Having made a recent vacation trip to India, I had been to a start-up event in Bangalore. Although some speakers and topics were major disappointments (more on this in another post, hopefully), I had the opportunity to talk to some really smart CEOs and investors who were well tuned with the global entrepreneurship scenario. Not surprisingly, our topics always circled back to why India has more service companies than product companies. Don’t get me wrong, I am not against service companies (after all, that is what has caused us to be known in the global start-up scene), but haven’t we always wondered if it is the lack of something that prevents us from achieving that feat as well (given our competitive nature)?
That is the reason it was so refreshing to read today’s article by Paul Joseph of EntrepreneurHeat about how Chennai, one of India’s primary manufacturing hub (also known as the “Detroit of India”), is now leading the way in developing world-class product technological start-ups. Some of the examples mentioned are really inspiring. I have tried to pick the best ones below:
- Zoho Corporation: “has brushed off acquisition overtures from many leading Silicon Valley corporations and believes in bootstrapping his way to success. He has started a university kind of training within the company to grow talent.”
- OrangeScape: “has jointly launched a product named KISSFlow along with industry giant Google in its flagship event Google. IO last week. This is the first time that Google as a company has partnered with another company to launch a product (so far every product launch has been its own, inhouse built, and 100% owned).”
- Freshdesk: “has taken the global leader Zendesk head on, on this task (to a point where the Zendesk CEO seems to be shaken).”, “have also raised a round of funding from Accel to the tune of $6mn.”
These are just some brief stats to indicate the potential of global strategic partnerships for the country’s young minds. Some of these leading entrepreneurs have also been inspiring images on improving India’s start-up ecosystem.
It will be really interesting to see how Chennai’s start, along with Bangalore’s well known tech capabilities and Mumbai’s commercial mindset, will influence the country’s growing entrepreneurship development.
Courtesy: Jocelyn K. Glei
“We need a new playbook,” says entrepreneur and author Ben Casnocha
. “The world has changed. The world of work has changed. Many of the assumptions that have guided how we think about careers in America are no longer true.”
The Start-Up of You, written by Casnocha and LinkedIn co-founder Reid Hoffman, is that playbook. It argues that we can no longer expect to find a job, instead we must make our jobs. As Hoffman says, we have to “find a way to add value in a way no one else can. For entrepreneurs, it’s differentiate or die — that now goes for all of us.”*
Relevant for recent grads to mid-career professionals in the midst of a transition, Start-Up provides pragmatic, actionable advice, finishing each chapter with tasks to complete in the next day, in the next week, and in the next month.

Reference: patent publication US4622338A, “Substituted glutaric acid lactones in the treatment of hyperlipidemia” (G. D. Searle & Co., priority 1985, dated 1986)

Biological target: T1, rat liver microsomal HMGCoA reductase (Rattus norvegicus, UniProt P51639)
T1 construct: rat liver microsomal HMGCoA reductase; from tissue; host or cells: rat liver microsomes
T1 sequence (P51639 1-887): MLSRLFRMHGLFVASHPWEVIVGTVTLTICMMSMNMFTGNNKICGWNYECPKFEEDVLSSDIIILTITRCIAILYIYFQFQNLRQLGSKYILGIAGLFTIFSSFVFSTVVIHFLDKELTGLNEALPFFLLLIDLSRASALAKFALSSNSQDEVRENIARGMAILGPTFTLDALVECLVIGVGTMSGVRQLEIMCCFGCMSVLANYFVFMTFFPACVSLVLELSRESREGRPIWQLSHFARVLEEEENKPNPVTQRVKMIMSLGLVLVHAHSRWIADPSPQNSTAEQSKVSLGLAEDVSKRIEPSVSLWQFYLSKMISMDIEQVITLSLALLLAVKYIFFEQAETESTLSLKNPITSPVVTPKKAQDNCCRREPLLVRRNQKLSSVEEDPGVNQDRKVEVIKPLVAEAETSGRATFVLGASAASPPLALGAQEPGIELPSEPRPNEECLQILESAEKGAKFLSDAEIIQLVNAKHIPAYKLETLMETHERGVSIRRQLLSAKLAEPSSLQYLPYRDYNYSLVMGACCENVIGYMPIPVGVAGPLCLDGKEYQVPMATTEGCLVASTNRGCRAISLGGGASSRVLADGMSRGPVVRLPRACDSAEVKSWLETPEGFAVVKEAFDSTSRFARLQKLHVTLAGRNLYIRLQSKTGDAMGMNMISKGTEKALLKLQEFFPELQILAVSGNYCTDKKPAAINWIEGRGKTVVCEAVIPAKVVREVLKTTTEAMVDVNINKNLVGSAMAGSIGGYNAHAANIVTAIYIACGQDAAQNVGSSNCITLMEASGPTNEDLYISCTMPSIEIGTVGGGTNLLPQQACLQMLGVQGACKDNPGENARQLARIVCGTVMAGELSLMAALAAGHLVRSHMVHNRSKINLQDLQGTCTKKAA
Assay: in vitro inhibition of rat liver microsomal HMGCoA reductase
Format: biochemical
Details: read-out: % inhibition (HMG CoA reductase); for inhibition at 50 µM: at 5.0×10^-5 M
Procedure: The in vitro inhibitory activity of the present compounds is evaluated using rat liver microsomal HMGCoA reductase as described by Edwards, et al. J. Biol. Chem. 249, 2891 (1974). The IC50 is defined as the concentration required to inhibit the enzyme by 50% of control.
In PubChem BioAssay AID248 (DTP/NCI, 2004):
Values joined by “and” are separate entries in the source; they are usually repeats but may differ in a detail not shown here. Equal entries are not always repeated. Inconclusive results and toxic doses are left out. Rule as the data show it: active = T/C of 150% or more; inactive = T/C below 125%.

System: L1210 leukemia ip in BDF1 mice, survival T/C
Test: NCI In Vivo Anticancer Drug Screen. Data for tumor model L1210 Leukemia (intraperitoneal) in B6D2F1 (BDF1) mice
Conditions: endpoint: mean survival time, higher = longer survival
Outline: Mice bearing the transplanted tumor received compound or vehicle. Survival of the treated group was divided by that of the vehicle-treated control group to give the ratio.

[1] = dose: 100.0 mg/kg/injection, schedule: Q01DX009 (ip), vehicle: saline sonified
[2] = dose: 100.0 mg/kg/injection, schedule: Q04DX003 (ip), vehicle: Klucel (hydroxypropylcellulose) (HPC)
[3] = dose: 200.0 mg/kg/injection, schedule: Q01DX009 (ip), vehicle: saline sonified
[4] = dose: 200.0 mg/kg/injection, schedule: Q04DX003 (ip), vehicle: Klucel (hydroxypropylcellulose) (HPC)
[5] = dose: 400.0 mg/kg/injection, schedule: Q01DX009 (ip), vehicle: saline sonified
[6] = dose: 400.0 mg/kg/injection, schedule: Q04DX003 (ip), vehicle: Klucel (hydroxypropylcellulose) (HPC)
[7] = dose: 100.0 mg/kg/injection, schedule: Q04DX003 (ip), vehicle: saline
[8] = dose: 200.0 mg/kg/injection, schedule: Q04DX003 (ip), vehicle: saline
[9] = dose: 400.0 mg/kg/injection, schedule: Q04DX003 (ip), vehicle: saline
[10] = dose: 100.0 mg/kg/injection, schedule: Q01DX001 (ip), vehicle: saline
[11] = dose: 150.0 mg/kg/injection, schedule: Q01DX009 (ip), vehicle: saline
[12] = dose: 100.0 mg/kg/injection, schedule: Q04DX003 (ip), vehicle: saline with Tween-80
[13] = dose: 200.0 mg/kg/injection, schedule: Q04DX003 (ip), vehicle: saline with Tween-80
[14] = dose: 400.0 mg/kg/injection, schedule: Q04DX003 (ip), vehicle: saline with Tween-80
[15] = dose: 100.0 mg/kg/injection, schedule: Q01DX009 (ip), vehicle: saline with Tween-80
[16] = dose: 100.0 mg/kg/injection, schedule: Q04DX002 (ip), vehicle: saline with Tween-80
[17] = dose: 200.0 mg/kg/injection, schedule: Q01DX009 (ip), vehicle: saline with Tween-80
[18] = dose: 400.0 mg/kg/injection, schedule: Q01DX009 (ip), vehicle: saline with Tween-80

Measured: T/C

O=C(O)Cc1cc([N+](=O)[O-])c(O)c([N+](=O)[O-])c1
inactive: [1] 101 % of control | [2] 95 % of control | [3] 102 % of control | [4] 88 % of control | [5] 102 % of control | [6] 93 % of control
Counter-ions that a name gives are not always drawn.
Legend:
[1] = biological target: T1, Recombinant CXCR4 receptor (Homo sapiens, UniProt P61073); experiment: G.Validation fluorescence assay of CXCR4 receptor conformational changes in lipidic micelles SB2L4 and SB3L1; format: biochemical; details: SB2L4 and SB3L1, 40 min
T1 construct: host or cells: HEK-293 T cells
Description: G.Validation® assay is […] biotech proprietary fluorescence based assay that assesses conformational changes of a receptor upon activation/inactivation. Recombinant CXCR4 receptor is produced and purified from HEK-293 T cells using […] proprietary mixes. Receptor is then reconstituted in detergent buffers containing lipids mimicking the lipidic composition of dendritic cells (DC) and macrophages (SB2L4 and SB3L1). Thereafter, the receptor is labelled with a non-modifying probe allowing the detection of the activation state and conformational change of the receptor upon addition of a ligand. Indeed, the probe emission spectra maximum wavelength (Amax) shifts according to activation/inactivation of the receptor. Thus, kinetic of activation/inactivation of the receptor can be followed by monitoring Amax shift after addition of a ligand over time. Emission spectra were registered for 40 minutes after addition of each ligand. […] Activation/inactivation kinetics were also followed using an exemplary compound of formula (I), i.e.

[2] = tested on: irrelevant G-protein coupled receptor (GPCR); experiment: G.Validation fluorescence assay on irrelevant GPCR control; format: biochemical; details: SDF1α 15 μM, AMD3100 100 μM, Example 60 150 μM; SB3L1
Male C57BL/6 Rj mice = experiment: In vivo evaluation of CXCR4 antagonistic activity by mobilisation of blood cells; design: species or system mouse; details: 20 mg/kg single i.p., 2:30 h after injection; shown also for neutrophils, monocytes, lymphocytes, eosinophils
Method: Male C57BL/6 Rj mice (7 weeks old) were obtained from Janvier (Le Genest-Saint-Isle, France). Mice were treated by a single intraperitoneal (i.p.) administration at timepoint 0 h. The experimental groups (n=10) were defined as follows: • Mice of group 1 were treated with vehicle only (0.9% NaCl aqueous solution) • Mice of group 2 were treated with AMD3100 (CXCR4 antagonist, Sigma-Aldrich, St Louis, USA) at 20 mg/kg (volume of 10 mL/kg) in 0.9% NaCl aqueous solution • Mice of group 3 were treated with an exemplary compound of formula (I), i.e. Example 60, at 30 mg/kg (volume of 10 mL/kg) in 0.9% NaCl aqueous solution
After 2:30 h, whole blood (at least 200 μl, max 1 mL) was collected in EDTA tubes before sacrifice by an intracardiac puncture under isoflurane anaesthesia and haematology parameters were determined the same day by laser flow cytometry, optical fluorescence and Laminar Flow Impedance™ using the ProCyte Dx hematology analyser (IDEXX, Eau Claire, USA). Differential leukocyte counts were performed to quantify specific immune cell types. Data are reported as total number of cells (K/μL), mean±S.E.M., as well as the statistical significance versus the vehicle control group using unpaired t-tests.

I chatted with Casnocha — a longtime favorite blogger of mine — after reading Start-Up to explore the book’s themes in more depth and investigate his collaborative process with Reid.
Entrepreneurs don’t win based on raw talent alone. Success depends on talent, hard work, and not-so-dumb luck, according to Clarence Wooten, who’s launched his share of startups including Image Cafe in 1998 and seven months later sold it to Network Solutions/Verisign for $23 million.
Instead, successful startups come from a combination of many things including preparation, sweat and luck, Wooten told attendees of the inaugural MIT Sloan Hi-Tech Conference on Friday. There, Wooten, who is now working on Arrived offered 12 lessons for entrepreneurs. Here’s a summary:
- Paycheck is an addiction. Not unlike crack cocaine. Entrepreneurs have to break that addiction to build an asset that will pay off long-term, not in a weekly paycheck.
Read the full story here
An annual week-long, 24-hours-a-day technology festival, where thousands of ‘campuseros’ descend on a huge venue with their laptops and other gear, camp on-site and do what they do best: get their geek on.
For Details: Click Here
Read this interesting article on YourStory.in
The writer is an ex-Googler and avid blogger. He points out some interesting aspects of designing a product or a service to suit local standards. We are all aware that Localisation is the new Globalisation. This article gives few good insights of good service/product design.
1. Kishore Biyani’s Big Bazaar – As opposed to conventional thinking that, retail stores need to be well laid out, spacious etc., Big Bazaar is clumsy, narrow lanes, tills and messy. Announcements are loud. Overall it represents the typical Indian bazaar where Indians love to shop and bargain. Research says, that this has added to Big Bazaar’s increasing sales!Who would have thought to design a retail supermarket that makes shopping clumsy and noisy!
2. Online shopping Carts- Design the buttons and pages so that users feel confident to explore the sites and not be scared that clicking on a button will result in charging their debit/credit cards. Usage of names like “Pick Up” on buttons instead of “Buy” makes consumers more confident to click on them.
3. Address forms- Online shopping carts often have address text boxes to be filled in. The writer suggests using Google Map instead to locate the house and the address gets auto-populated. Author argues that in India, where often small streets do not have names, this is better. Interesting thought! But doubt how well this will work!
To check out the full article please click here.